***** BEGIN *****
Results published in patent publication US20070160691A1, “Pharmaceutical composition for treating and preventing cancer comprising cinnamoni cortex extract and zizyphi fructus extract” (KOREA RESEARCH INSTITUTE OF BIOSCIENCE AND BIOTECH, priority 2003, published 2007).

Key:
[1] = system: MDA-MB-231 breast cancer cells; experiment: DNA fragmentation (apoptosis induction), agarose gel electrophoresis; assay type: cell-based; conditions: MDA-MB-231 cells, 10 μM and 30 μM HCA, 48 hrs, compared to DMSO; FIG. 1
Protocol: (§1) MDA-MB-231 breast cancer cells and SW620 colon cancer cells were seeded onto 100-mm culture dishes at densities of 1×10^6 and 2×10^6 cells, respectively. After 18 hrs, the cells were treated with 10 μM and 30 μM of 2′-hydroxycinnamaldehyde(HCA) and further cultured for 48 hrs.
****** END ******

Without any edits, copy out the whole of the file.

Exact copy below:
Results published in patent publication US20070160691A1, “Pharmaceutical composition for treating and preventing cancer comprising cinnamoni cortex extract and zizyphi fructus extract” (KOREA RESEARCH INSTITUTE OF BIOSCIENCE AND BIOTECH, priority 2003, published 2007).

Key:
[1] = system: MDA-MB-231 breast cancer cells; experiment: DNA fragmentation (apoptosis induction), agarose gel electrophoresis; assay type: cell-based; conditions: MDA-MB-231 cells, 10 μM and 30 μM HCA, 48 hrs, compared to DMSO; FIG. 1
Protocol: (§1) MDA-MB-231 breast cancer cells and SW620 colon cancer cells were seeded onto 100-mm culture dishes at densities of 1×10^6 and 2×10^6 cells, respectively. After 18 hrs, the cells were treated with 10 μM and 30 μM of 2′-hydroxycinnamaldehyde(HCA) and further cultured for 48 hrs.